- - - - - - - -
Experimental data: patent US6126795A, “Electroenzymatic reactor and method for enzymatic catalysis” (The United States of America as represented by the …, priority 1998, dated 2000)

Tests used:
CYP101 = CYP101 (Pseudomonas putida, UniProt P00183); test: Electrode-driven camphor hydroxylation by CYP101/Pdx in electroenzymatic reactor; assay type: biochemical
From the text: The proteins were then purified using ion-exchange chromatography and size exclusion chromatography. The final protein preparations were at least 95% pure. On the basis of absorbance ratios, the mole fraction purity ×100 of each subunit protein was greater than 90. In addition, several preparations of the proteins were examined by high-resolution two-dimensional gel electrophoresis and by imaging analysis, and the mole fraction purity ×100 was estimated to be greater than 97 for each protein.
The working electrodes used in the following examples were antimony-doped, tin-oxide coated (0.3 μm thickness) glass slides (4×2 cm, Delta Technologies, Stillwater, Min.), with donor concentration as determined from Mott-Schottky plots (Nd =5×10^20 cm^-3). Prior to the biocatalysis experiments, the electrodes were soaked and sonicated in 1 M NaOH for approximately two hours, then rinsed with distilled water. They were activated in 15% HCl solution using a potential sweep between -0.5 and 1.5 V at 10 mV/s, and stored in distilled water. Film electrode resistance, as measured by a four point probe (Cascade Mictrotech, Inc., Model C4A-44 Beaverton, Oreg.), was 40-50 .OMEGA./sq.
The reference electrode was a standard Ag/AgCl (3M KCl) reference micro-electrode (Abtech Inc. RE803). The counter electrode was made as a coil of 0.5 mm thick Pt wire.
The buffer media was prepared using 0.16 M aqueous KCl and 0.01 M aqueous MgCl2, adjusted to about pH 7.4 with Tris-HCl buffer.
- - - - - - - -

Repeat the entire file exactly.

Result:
Experimental data: patent US6126795A, “Electroenzymatic reactor and method for enzymatic catalysis” (The United States of America as represented by the …, priority 1998, dated 2000)

Tests used:
CYP101 = CYP101 (Pseudomonas putida, UniProt P00183); test: Electrode-driven camphor hydroxylation by CYP101/Pdx in electroenzymatic reactor; assay type: biochemical
From the text: The proteins were then purified using ion-exchange chromatography and size exclusion chromatography. The final protein preparations were at least 95% pure. On the basis of absorbance ratios, the mole fraction purity ×100 of each subunit protein was greater than 90. In addition, several preparations of the proteins were examined by high-resolution two-dimensional gel electrophoresis and by imaging analysis, and the mole fraction purity ×100 was estimated to be greater than 97 for each protein.
The working electrodes used in the following examples were antimony-doped, tin-oxide coated (0.3 μm thickness) glass slides (4×2 cm, Delta Technologies, Stillwater, Min.), with donor concentration as determined from Mott-Schottky plots (Nd =5×10^20 cm^-3). Prior to the biocatalysis experiments, the electrodes were soaked and sonicated in 1 M NaOH for approximately two hours, then rinsed with distilled water. They were activated in 15% HCl solution using a potential sweep between -0.5 and 1.5 V at 10 mV/s, and stored in distilled water. Film electrode resistance, as measured by a four point probe (Cascade Mictrotech, Inc., Model C4A-44 Beaverton, Oreg.), was 40-50 .OMEGA./sq.
The reference electrode was a standard Ag/AgCl (3M KCl) reference micro-electrode (Abtech Inc. RE803). The counter electrode was made as a coil of 0.5 mm thick Pt wire.
The buffer media was prepared using 0.16 M aqueous KCl and 0.01 M aqueous MgCl2, adjusted to about pH 7.4 with Tris-HCl buffer.